In the example to the right, by Jane Mitchell, a semi-translucent baby’s pram has been painted over a textural background – creating the impression of a decaying wall surface. The work suggests urban decay: forgotten moments in time; a snapshot of human existence in a crumbling, eroding world.
A pastel drawing exercise by Adiefineart:
Acrylic Washes / Ink Washes / Watercolour Grounds
Captivating work by Stella Im Hultberg:
Some of my favourite grounds are those produced with watery, unpredictable mediums. A watery paint, ink or dye, with all its wild splashes, irregular runs, seeping and pooling, is the stuff of magic. When making such a watery ground, you embrace a sense of freedom and endless possibility. Sometimes my students will spend a whole lesson – or an evening at home – making a pile of beautiful, splashy, crazy grounds. They get thick, wet-strength paper (300gms, for example) – or scraps out of the bin – or other random things (see the previous article in this series for ideas) and dunk bits in water, ink or acrylic wash and lay them, dripping, on a table. Then they splash colour everywhere; splatter a fine mist of inky rain.
Beautiful Indian ink splatters by Lisa Sarsfield:
An eye-catching image by graphic designer Graham Smith:
Artist Andrew Young, with drips that have run off the painting and onto the wall:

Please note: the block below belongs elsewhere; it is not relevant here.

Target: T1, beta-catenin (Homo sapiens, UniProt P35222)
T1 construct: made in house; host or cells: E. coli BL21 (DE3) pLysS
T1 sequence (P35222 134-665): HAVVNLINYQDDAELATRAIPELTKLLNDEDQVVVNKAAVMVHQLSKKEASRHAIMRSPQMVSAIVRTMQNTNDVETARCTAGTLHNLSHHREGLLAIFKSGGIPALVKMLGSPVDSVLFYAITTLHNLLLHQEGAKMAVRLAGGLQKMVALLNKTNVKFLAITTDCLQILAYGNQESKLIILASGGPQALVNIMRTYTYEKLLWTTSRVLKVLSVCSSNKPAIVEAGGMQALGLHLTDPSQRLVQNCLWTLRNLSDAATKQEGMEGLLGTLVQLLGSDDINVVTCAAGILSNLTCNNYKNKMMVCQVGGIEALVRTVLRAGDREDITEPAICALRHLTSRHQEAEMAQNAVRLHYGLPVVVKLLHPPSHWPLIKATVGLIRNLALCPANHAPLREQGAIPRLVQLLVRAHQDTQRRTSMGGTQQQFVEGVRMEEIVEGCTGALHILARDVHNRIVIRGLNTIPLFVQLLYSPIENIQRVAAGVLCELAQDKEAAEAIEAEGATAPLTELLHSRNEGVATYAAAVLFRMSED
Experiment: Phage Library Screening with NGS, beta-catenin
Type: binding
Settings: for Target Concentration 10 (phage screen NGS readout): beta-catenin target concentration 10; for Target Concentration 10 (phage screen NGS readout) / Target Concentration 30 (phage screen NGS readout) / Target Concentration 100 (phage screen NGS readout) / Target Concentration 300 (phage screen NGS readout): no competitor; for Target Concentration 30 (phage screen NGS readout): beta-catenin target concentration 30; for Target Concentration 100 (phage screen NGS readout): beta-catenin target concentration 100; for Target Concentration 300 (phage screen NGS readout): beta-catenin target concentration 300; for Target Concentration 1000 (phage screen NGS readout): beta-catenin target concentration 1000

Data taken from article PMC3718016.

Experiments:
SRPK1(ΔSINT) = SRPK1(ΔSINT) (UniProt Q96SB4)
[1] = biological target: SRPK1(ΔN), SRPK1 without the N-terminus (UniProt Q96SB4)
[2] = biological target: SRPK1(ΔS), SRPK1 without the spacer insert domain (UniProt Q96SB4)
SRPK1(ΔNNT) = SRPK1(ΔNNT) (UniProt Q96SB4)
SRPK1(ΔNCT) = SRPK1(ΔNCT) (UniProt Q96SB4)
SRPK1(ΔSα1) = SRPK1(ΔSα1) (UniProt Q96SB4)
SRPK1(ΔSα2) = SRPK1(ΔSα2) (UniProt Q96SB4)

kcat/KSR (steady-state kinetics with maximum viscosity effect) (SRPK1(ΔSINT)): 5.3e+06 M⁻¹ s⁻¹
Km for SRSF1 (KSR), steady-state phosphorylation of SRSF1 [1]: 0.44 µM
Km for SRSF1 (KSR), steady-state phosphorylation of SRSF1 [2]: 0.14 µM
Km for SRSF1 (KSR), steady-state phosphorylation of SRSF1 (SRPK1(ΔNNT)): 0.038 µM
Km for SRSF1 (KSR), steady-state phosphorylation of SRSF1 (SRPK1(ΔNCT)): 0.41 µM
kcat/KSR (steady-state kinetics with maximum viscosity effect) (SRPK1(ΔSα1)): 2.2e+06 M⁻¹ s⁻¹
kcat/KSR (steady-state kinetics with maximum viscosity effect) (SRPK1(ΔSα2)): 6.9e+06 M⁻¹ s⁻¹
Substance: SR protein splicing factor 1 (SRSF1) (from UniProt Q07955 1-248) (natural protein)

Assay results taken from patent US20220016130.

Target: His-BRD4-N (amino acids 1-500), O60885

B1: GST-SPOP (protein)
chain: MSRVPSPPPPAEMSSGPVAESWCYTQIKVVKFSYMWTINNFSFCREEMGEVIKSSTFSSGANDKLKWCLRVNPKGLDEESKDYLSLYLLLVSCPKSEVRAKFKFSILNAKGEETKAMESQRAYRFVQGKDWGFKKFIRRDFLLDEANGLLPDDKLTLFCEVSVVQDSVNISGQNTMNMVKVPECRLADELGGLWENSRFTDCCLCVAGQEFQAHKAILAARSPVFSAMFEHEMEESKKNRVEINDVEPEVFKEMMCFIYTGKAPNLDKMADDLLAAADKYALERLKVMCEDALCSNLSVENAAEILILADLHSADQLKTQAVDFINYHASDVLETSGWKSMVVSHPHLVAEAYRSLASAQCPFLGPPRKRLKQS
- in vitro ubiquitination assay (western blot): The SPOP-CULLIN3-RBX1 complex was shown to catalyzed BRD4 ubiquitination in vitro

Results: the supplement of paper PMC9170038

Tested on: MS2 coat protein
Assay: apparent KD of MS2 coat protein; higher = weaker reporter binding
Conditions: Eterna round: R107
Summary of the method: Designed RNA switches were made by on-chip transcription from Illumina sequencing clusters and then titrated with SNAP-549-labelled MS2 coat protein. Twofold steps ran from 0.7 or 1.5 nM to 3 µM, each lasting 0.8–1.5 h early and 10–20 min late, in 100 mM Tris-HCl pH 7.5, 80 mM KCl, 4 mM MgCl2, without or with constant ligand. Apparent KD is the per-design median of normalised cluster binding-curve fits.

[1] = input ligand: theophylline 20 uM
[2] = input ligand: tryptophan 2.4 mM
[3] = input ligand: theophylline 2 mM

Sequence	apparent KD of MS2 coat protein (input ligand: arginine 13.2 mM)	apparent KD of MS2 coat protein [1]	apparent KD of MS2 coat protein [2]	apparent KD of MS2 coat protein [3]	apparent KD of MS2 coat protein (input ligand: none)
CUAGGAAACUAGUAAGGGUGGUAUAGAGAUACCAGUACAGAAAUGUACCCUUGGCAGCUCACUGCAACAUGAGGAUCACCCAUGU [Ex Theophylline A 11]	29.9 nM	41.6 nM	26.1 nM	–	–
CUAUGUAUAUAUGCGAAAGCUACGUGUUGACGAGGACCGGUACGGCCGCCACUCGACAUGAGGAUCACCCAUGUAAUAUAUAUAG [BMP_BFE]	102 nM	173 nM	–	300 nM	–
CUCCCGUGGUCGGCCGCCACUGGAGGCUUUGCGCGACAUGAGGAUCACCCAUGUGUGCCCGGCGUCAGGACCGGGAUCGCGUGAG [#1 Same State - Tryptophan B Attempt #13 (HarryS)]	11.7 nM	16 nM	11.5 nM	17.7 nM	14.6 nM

Crackle medium can be used to create a ground that has an ‘old’ weathered appearance. Dry-brushing can be used to exaggerate the appearance of the cracks. While care should be taken to avoid using mediums like this just for the sake of it, this can be a fun medium to experiment with.
Image sourced from a great tutorial about how to make homemade crackle medium using glue by Makethebestofthings:
Shellac is an ‘olden day’ varnish, available through art shops in the form of dried shellac flakes. It is amber in colour and can be used to seal an artwork prior to painting. It is usually applied after a sketch has been done, as shellac is translucent, and the pencil lines show through (sometimes they smudge a little). It is usually necessary to complete any sketches first, as it is very difficult to draw onto shellac with a pencil, due to its shiny, hard surface. It is sometimes difficult to paint on too, as certain paints ‘peel’ off it.
Gel medium can be particularly useful when painting over a surface (such as a map or speckled piece of timber) that has awesome marks that you want to keep.
Encaustic (wax mixed with oil paint) can also be used when working over old salvaged materials, as in the awesome example to the right by Janet Nechama.
Using a ground often results in the creation of rich, multi-layered works that have a history to them; buried marks that fill them authenticity. Instead of being superficial or surface-deep, your painting becomes the work of an artist: filled with song.
This article is the second in a four part series about creative use of media for high school art students.
Read Part 3: Beyond the Brush.
Read Part 1: How to Make your Art Project Exciting!
Amiria has been an Art & Design teacher and a Curriculum Co-ordinator for seven years, responsible for the course design and assessment of student work in two high-achieving Auckland schools. She has a Bachelor of Architectural Studies, Bachelor of Architecture (First Class Honours) and a Graduate Diploma of Teaching. Amiria is a CIE Accredited Art & Design Coursework Assessor.